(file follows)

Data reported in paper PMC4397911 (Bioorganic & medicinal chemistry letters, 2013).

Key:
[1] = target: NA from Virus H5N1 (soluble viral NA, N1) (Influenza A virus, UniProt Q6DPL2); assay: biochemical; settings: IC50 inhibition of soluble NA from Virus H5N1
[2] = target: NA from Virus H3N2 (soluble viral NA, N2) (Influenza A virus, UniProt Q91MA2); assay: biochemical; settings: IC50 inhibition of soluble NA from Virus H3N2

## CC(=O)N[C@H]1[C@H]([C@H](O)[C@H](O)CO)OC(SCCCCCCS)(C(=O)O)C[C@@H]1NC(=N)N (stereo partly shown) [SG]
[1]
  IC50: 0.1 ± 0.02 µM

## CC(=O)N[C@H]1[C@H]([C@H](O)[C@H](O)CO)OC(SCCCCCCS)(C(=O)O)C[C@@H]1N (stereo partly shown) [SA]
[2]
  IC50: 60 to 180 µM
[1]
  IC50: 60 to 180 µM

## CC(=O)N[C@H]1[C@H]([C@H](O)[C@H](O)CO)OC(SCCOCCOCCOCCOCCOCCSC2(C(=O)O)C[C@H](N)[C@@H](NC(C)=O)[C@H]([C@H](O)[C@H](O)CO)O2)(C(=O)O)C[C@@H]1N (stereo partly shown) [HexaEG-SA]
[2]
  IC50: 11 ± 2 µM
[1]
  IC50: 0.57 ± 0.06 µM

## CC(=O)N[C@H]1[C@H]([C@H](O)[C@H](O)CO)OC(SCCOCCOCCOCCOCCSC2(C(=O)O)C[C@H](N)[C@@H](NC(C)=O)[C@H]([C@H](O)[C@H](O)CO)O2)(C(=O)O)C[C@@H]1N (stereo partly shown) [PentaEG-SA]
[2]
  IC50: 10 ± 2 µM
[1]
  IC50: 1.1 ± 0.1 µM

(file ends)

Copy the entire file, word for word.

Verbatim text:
Data reported in paper PMC4397911 (Bioorganic & medicinal chemistry letters, 2013).

Key:
[1] = target: NA from Virus H5N1 (soluble viral NA, N1) (Influenza A virus, UniProt Q6DPL2); assay: biochemical; settings: IC50 inhibition of soluble NA from Virus H5N1
[2] = target: NA from Virus H3N2 (soluble viral NA, N2) (Influenza A virus, UniProt Q91MA2); assay: biochemical; settings: IC50 inhibition of soluble NA from Virus H3N2

## CC(=O)N[C@H]1[C@H]([C@H](O)[C@H](O)CO)OC(SCCCCCCS)(C(=O)O)C[C@@H]1NC(=N)N (stereo partly shown) [SG]
[1]
  IC50: 0.1 ± 0.02 µM

## CC(=O)N[C@H]1[C@H]([C@H](O)[C@H](O)CO)OC(SCCCCCCS)(C(=O)O)C[C@@H]1N (stereo partly shown) [SA]
[2]
  IC50: 60 to 180 µM
[1]
  IC50: 60 to 180 µM

## CC(=O)N[C@H]1[C@H]([C@H](O)[C@H](O)CO)OC(SCCOCCOCCOCCOCCOCCSC2(C(=O)O)C[C@H](N)[C@@H](NC(C)=O)[C@H]([C@H](O)[C@H](O)CO)O2)(C(=O)O)C[C@@H]1N (stereo partly shown) [HexaEG-SA]
[2]
  IC50: 11 ± 2 µM
[1]
  IC50: 0.57 ± 0.06 µM

## CC(=O)N[C@H]1[C@H]([C@H](O)[C@H](O)CO)OC(SCCOCCOCCOCCOCCSC2(C(=O)O)C[C@H](N)[C@@H](NC(C)=O)[C@H]([C@H](O)[C@H](O)CO)O2)(C(=O)O)C[C@@H]1N (stereo partly shown) [PentaEG-SA]
[2]
  IC50: 10 ± 2 µM
[1]
  IC50: 1.1 ± 0.1 µM